CHICAGO — A tradition originating over six decades ago was welcomed back to downtown Chicago Saturday after the city’s St. Patrick’s Day parade was canceled the past two years because of the COVID-19 pandemic.
Thousands of Chicagoans and guests of the city dusted off their best green attire and accessories and layered up to brave the cold to watch as parade cars, floats and more filed on by down Columbus Drive Saturday afternoon.
Earlier Saturday, crowds gathered around the Chicago River between Orleans Street and Columbus Drive – almost three-quarters of a mile, a much wider area than years past – to see it turn its signature brilliant green in celebration of the holiday.
In keeping with tradition, the dyeing and parade take place the Saturday before St. Patrick’s Day, which falls on Thursday this year, unless the holiday itself falls on Saturday.
Several of the area’s politicians were in attendance, including U.S. Sen. Dick Durbin, D-Ill., Gov. J. B. Pritzker, Mayor Lori Lightfoot and Cook County Board President Toni Preckwinkle.
The river dyeing tradition celebrated its 60th anniversary this year, but last year’s dyeing was also significant as residents and visitors of the city were surprised when the river glowed green after the parade was once again canceled. Both the river dyeing and the parade, which is in its 65th year, didn’t happen in 2020 after Lightfoot canceled the events.
Mia Sanchez, 12, and Solimar Rivera, 12, are both in sixth grade at St. Gall School. The girls walked in the parade with family on behalf of the local nonprofit Big Shoulders Fund. It was Sanchez’s first time in the parade this year, while Rivera said she’s been participating in the parade since she was 5 or 6.
Sanchez said last year was actually the first year she “really wanted” to take part in the parade, but it was canceled for the second year in a row.” She said she usually celebrates St. Patrick’s Day but was even more so excited to celebrate this year with everyone at the parade.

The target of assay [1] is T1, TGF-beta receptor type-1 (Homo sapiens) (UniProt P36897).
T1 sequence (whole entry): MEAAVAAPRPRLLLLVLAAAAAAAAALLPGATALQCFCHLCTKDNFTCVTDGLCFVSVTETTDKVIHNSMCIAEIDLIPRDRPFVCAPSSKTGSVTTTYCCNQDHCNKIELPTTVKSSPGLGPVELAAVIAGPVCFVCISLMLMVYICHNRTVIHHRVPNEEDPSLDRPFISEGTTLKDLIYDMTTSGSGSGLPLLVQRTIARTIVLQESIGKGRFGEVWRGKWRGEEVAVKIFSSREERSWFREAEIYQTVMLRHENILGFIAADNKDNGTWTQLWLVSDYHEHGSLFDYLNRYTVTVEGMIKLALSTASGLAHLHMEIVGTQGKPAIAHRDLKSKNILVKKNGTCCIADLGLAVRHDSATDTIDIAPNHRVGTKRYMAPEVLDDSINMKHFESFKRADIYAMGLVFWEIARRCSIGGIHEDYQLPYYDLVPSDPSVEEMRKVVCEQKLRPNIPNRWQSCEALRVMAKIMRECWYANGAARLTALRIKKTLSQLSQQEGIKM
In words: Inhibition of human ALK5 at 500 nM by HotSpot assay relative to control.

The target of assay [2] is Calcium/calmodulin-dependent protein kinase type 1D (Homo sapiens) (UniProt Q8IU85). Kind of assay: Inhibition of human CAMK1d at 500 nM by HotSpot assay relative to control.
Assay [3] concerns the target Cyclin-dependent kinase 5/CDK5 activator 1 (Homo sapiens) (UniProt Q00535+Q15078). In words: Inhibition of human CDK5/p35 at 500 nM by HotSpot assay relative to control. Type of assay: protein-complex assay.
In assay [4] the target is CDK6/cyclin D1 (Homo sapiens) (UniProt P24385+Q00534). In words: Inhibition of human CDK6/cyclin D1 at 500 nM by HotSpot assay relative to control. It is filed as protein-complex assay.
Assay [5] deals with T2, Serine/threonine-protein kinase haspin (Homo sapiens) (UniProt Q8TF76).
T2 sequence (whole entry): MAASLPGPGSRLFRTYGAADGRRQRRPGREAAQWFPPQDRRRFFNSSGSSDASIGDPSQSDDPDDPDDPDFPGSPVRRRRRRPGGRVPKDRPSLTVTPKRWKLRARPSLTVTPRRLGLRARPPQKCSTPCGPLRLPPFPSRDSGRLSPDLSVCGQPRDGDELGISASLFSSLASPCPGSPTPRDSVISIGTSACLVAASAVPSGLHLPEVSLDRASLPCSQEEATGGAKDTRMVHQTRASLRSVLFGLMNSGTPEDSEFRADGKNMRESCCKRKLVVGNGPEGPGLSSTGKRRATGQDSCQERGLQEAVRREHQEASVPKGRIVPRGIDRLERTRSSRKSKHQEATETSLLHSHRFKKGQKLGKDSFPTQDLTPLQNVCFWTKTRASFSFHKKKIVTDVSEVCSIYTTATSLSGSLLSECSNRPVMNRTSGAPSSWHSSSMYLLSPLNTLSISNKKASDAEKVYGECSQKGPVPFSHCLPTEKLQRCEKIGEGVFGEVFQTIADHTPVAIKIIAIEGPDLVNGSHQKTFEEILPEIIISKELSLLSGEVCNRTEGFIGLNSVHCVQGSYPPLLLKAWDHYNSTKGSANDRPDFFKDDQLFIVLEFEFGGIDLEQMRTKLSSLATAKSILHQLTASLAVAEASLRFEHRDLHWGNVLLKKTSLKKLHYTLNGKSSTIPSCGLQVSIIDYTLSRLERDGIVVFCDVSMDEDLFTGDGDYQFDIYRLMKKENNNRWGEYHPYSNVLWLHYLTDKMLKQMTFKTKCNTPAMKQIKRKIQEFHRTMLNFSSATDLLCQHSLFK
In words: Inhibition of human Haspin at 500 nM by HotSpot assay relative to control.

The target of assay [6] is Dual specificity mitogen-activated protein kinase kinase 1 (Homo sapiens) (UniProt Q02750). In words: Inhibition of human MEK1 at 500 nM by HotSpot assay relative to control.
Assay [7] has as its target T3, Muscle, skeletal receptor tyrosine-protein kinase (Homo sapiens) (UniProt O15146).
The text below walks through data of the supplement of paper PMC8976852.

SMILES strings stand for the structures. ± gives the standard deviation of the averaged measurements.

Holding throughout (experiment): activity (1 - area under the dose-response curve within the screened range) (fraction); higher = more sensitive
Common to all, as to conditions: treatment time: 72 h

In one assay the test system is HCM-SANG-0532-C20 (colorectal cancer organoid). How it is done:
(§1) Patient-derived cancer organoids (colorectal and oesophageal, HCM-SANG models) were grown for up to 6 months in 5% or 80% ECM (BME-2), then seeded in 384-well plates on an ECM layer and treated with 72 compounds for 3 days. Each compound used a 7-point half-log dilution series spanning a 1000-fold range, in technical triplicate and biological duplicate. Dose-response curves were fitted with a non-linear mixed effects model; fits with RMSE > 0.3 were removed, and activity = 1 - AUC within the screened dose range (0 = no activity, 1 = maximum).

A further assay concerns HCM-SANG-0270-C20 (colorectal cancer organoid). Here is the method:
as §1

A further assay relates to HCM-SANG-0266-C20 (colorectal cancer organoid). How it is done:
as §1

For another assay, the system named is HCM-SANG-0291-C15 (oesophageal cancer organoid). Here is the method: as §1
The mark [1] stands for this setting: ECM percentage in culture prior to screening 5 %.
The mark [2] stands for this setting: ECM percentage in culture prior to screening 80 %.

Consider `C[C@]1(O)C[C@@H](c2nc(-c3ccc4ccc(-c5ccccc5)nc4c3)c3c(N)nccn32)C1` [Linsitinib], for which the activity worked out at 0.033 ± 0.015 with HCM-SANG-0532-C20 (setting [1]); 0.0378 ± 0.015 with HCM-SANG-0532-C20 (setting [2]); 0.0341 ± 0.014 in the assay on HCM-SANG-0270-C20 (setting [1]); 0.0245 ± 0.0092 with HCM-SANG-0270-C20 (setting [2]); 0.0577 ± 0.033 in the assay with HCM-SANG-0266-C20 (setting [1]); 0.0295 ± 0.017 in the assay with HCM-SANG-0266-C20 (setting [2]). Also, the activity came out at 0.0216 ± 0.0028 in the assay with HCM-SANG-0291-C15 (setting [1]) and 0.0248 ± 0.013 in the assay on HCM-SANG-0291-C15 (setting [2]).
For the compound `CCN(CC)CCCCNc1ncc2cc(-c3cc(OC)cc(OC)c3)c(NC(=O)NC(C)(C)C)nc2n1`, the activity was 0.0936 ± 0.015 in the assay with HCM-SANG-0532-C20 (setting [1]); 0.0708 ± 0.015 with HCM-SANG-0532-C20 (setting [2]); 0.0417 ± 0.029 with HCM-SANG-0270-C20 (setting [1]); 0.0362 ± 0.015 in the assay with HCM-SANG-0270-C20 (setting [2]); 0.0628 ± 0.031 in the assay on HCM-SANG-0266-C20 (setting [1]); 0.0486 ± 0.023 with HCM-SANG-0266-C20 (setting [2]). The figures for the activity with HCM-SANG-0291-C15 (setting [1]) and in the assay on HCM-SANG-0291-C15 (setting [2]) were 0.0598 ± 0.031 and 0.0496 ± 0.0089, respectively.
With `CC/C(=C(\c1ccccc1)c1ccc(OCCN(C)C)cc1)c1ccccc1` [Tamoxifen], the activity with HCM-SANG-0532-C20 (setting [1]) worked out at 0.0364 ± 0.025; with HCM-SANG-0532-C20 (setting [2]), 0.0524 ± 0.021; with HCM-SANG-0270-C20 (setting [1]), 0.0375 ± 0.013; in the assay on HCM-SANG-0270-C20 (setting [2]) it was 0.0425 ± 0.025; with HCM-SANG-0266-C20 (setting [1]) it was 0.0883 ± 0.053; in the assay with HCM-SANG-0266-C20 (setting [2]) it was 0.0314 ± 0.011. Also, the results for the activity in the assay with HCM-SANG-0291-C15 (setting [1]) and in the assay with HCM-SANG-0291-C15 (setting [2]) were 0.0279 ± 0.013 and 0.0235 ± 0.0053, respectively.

“Being a part of this community and marching with everyone, I love it,” Sanchez said.
Rivera said she was “really upset” when the parades of the last two years were canceled because being in the parade has become a tradition for her and her family. In lieu of the parades, Rivera and her family would still dress up in green and celebrate in front of their house by wishing people and giving out candy to passersby.
Sanchez and Rivera said they are “definitely” looking forward to coming back next year.
Cousins Rhea Allen, of Stonington, Illinois, and Shannon Lewis, of Tennessee, said they’ve “got the Irish in us,” are spending the weekend in the city and saw the river dyeing and parade for the first time. Allen said it was “spectacular watching the river turn that bright green color,” while Lewis added, “It was cold, but it was fun.”
Lewis said it’s her first time visiting Chicago and wants to plan a trip back when it’s warmer because she feels she hasn’t “even touched the tip of the iceberg on everything to go around here.”
“Life is back to normal,” Lewis said. “It feels good to see everyone out and celebrating.”
Brothers David Rocas and Manuel Rocas along with their friend Gorje Dacosta are visiting Chicago from Luxembourg. The group, who said they are all Portuguese, said their first time celebrating St. Patrick’s Day in Chicago was so far a success starting with the river dyeing in the morning and continuing with the parade.
David Rocas said he was in Chicago two years ago for St. Patrick’s Day when the event ended up getting canceled due to the pandemic, and he had to “fly back all of a sudden because Trump was closing down the airports.”
Fast forward to Saturday, David Rocas along with his brother and friend finally got to see Chicago’s St. Patrick’s Day festivities for the first time.
“I’ve been in Dublin before also for the holiday,” David Rocas said. “It’s really big. This does compare. It’s fun.”
They said before Chicago, they were in New Orleans celebrating Mardi Gras. The trio all said they would return to the city for St. Patrick’s Day in the future “with pleasure.”
“It’s cool to see people having fun after two years of COVID,” Dacosta said. “It’s great to see people celebrate this day.”
“It’s great to see everybody smiling on the streets,” David Rocas added. “Everybody’s having fun.”
Article Source: The Columbian